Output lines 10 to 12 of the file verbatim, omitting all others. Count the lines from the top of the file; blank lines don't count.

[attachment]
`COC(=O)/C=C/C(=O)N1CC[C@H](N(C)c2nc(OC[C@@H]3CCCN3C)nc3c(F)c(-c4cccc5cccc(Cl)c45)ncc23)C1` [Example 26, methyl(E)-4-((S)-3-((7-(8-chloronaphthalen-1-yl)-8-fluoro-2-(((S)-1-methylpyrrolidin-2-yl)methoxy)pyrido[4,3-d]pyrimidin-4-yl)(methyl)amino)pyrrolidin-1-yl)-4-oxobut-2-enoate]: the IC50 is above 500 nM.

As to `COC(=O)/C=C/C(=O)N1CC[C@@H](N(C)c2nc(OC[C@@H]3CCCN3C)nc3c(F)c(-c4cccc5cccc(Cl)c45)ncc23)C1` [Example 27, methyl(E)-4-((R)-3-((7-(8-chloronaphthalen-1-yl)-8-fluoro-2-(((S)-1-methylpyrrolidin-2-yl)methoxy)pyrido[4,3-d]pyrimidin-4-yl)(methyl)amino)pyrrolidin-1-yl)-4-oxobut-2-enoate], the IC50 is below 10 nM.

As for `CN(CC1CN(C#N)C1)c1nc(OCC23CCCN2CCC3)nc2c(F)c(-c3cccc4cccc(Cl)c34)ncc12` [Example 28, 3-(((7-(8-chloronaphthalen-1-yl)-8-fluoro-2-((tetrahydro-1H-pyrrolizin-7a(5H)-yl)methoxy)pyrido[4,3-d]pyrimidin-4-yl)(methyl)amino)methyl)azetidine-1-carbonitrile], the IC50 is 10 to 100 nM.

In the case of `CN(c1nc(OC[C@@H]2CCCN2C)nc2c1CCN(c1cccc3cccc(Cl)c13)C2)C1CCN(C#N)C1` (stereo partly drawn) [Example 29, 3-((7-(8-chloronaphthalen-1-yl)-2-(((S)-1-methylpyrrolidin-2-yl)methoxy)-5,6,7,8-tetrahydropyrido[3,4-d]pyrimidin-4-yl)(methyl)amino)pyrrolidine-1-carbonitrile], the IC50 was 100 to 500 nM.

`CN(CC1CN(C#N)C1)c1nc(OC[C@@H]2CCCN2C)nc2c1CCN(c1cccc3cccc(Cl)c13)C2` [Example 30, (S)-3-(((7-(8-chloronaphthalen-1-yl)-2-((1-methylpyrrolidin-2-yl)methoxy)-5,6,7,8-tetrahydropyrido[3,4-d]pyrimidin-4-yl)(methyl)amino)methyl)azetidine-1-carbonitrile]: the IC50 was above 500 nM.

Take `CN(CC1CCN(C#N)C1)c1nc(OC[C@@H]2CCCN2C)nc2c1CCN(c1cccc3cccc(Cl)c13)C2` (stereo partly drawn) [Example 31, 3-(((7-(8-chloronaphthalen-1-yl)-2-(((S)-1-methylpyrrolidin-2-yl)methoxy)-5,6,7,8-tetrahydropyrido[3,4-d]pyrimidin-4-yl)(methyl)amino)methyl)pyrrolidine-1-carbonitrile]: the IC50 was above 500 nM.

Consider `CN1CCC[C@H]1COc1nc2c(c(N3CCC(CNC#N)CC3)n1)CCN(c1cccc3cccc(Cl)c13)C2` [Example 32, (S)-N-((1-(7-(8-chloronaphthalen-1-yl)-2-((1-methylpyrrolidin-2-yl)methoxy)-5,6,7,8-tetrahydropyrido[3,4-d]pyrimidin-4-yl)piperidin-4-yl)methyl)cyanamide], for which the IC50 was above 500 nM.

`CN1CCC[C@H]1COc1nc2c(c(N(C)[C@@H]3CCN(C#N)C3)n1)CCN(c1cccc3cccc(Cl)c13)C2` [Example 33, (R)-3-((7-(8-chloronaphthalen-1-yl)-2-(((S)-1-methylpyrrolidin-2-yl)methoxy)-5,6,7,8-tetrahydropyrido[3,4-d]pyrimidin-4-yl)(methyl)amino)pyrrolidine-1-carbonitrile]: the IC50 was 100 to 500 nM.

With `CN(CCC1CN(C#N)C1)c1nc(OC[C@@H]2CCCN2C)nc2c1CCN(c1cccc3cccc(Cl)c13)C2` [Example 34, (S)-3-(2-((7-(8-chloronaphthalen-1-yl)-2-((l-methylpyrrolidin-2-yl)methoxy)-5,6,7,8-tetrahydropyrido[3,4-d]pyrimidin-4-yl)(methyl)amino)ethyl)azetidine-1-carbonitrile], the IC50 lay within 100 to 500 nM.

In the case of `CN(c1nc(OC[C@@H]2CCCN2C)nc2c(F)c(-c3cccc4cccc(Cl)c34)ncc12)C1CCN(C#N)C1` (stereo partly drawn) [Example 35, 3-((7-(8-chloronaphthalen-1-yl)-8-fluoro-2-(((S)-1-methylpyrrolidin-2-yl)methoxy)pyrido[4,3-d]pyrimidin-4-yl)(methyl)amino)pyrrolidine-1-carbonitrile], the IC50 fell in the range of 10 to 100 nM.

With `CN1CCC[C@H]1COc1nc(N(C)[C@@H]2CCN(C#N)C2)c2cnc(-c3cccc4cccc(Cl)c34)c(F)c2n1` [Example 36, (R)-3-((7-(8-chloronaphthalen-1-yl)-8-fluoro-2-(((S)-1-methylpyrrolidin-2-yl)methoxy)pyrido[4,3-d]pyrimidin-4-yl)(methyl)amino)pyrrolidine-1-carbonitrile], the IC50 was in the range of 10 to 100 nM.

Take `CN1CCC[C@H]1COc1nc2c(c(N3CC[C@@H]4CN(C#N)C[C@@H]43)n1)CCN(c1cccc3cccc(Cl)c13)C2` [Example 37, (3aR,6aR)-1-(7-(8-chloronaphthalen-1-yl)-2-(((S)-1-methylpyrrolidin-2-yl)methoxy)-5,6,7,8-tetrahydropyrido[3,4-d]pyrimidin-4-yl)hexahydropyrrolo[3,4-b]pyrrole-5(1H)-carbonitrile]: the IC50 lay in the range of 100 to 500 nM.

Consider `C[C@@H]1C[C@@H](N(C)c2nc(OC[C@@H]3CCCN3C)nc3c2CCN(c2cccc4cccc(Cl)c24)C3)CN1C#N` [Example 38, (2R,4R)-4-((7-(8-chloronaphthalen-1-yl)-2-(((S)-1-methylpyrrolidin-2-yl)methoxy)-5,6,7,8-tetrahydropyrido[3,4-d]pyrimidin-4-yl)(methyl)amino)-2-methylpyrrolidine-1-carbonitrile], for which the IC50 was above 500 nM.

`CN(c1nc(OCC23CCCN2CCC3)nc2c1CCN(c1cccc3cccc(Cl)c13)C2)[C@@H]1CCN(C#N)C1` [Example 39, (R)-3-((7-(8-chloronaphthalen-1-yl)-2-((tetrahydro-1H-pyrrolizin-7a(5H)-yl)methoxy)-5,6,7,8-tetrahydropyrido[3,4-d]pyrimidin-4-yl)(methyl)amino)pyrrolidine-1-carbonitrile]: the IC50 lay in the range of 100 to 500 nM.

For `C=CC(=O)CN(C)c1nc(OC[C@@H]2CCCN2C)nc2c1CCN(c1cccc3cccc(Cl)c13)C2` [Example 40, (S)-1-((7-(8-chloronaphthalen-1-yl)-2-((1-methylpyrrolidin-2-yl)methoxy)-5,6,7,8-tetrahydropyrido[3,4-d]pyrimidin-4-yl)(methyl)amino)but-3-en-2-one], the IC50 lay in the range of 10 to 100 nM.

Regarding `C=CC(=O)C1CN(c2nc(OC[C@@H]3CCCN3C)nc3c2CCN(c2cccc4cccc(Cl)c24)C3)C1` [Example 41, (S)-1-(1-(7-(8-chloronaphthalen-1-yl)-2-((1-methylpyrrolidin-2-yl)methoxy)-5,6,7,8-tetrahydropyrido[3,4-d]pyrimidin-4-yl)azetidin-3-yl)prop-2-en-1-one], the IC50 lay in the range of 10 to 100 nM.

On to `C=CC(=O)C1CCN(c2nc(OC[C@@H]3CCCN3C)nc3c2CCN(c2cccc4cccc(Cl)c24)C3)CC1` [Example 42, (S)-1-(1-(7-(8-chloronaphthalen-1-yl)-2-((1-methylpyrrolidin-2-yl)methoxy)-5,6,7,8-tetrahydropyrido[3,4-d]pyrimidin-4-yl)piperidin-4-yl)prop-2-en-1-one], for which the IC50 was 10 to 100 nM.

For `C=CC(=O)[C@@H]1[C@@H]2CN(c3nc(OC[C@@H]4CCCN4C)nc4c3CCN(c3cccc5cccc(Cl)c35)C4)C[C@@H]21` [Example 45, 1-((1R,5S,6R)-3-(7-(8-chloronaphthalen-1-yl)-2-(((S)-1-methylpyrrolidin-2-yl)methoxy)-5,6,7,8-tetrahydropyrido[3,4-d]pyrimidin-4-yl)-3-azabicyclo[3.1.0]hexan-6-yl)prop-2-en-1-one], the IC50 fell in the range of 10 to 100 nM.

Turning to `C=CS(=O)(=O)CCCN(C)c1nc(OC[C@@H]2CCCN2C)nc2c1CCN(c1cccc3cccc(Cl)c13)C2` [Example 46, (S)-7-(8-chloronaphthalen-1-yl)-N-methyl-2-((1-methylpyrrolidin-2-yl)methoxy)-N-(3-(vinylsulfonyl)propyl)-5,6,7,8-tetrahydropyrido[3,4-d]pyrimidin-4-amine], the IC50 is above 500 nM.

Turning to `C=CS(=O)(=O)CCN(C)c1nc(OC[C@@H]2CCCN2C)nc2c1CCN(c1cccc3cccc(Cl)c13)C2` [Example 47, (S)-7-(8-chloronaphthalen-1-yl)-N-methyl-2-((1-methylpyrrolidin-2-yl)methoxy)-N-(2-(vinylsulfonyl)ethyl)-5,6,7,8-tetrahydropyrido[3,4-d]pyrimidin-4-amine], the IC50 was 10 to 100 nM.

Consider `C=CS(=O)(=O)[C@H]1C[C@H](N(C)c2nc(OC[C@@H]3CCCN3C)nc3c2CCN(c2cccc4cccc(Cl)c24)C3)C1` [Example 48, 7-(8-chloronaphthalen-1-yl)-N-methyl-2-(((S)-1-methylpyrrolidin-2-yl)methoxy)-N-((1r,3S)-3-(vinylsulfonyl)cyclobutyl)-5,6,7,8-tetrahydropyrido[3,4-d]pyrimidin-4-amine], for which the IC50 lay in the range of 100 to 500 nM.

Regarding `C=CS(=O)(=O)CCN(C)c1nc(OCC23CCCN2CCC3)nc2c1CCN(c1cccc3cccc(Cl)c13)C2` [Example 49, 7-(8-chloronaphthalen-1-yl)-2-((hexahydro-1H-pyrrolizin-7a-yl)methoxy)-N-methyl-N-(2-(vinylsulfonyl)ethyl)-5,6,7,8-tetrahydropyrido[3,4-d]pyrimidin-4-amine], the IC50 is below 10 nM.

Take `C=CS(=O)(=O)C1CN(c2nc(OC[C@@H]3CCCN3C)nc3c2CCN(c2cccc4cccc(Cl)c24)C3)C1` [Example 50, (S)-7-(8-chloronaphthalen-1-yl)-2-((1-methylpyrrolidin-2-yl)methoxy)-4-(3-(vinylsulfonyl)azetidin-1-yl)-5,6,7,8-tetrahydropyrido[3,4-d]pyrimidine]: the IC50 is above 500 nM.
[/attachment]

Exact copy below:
In the case of `CN(c1nc(OC[C@@H]2CCCN2C)nc2c(F)c(-c3cccc4cccc(Cl)c34)ncc12)C1CCN(C#N)C1` (stereo partly drawn) [Example 35, 3-((7-(8-chloronaphthalen-1-yl)-8-fluoro-2-(((S)-1-methylpyrrolidin-2-yl)methoxy)pyrido[4,3-d]pyrimidin-4-yl)(methyl)amino)pyrrolidine-1-carbonitrile], the IC50 fell in the range of 10 to 100 nM.

With `CN1CCC[C@H]1COc1nc(N(C)[C@@H]2CCN(C#N)C2)c2cnc(-c3cccc4cccc(Cl)c34)c(F)c2n1` [Example 36, (R)-3-((7-(8-chloronaphthalen-1-yl)-8-fluoro-2-(((S)-1-methylpyrrolidin-2-yl)methoxy)pyrido[4,3-d]pyrimidin-4-yl)(methyl)amino)pyrrolidine-1-carbonitrile], the IC50 was in the range of 10 to 100 nM.

Take `CN1CCC[C@H]1COc1nc2c(c(N3CC[C@@H]4CN(C#N)C[C@@H]43)n1)CCN(c1cccc3cccc(Cl)c13)C2` [Example 37, (3aR,6aR)-1-(7-(8-chloronaphthalen-1-yl)-2-(((S)-1-methylpyrrolidin-2-yl)methoxy)-5,6,7,8-tetrahydropyrido[3,4-d]pyrimidin-4-yl)hexahydropyrrolo[3,4-b]pyrrole-5(1H)-carbonitrile]: the IC50 lay in the range of 100 to 500 nM.